Stand over height

Stand over height is how tall the frame is from the ground. Stand over height measurements are to the top of the top-tube. Ideally you want at least 2cm of clearance between you and the frame. In theory your stand over height is your leg measurement minus 2cm. It it worth measuring your inside leg with your shoes on so you can establish your stand over height. Should you need to jump off the saddle quickly, the clearance between you and the frame will prevent any injuries.

How can I set my bike up in a comfortable position?

Once you've found the right size bike, you need to make adjustments to the bike's set up. Not only will this help you ride more comfortably and efficiently, but it can also help prevent aches and pains. Here's what you'll need to consider:

Saddle height:

Start by adjusting the saddle to the correct height. The quickest way to do this is by putting your heel on the pedal when it's at the bottom of the stroke in the 6 o'clock position, and then checking the bend in your knee. It should be almost straight, with only a very slight bend. If it isn't, simply adjust your saddle height up or down to achieve this. This is easiest to do when leaning up against a wall or a door frame for balance to acheive a nutral spine without rocking the hips.

Saddle position:

Next it's time to consider your saddle's position. It's best to start with your saddle in a level/flat position as this is how they are designed to be sat on. However, if you find this puts pressure on your soft tissue when you lean forwards, then you can try tilting the nose down a few degrees.

Saddle position:

We'd also recommend starting with your saddle clamped in the middle of the rails. This puts it in a neutral position which will work for a lot of riders. If your legs are proportionally longer than your upper body, then you could move it backwards, or forwards if your legs are proportionally shorter.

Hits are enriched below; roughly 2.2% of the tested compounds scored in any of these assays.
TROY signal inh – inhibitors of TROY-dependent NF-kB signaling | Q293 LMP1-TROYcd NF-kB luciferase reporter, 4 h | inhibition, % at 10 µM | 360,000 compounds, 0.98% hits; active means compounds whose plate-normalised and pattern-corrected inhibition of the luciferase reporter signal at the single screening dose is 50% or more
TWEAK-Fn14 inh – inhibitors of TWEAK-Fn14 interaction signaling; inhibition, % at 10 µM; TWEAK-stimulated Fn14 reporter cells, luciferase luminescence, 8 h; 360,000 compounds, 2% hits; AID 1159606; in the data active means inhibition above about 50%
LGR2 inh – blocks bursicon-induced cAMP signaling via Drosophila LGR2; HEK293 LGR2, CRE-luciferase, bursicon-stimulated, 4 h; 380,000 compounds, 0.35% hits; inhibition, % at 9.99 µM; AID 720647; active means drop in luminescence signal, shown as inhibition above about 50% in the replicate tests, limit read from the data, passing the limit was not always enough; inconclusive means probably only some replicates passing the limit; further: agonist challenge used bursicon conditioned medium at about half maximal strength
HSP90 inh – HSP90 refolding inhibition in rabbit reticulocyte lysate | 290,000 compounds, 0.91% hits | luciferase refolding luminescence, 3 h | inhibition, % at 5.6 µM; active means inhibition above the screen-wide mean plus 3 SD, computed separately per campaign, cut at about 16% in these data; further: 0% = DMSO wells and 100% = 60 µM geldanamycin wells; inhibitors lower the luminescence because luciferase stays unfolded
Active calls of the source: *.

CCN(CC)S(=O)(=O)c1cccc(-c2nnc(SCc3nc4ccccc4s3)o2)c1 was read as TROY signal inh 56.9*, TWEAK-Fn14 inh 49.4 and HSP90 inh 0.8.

Handlebar height:

If you're new to riding bikes or are looking for a comfortable position that's not too stretched, you can leave all of the spacers under the stem and keep the handlebar at the highest point. If you need an even higher position, most stems can be flipped upside down so they angle upwards or a adapter can be used. If you're looking to ride faster over shorter distances, you can move some of the spacers above the stem to lower the handlebar and achieve a more aerodynamic position.

Are frame sizes different for women-specific bikes?

Yes, generally the women's ranges have different frame sizes to the unisex ones although they're typically measured in the same way. Women do tend to have shorter upper bodies than men, so the women's specific frames are shaped differently the shorter top tubes accommodate for this allowing female cyclists to feel more comfortable and less stretched out. Women have proportionally longer legs than men, this doesn't affect the seat tube length (saddle height) or stand-over clearance, our bike size calculator is suitable for all types of bikes.
Women who are between sizes on a Unisex bike may choose the smaller of the two recommended sizes.

I'm between sizes, should I go up or down?

Quite often you'll fall between sizes on the chart, meaning you would fit one of two options. Often you might think this is quite an awkward situation to be in, although we'd say consider yourself lucky! The think about riding a bike is that you need to be comfortable, and efficient. Some people ride exceptionally well on a small frame as it will handle differently. Most of which you choose will be personal preference but we'll give you a few things to think about.

Road bikes

Smaller could be better. It is possible to make a smaller frame bigger (for example, by raising the saddle or fitting a longer the stem), whereas if the frame itself is too big for you, you can't cut half the frame off.

Mountain bikes

larger could be better. Feeling cramped is not what you need and handling is the most important thing here. You can always fit a shorter stem if necessary, to reduce the reach to the handlebars.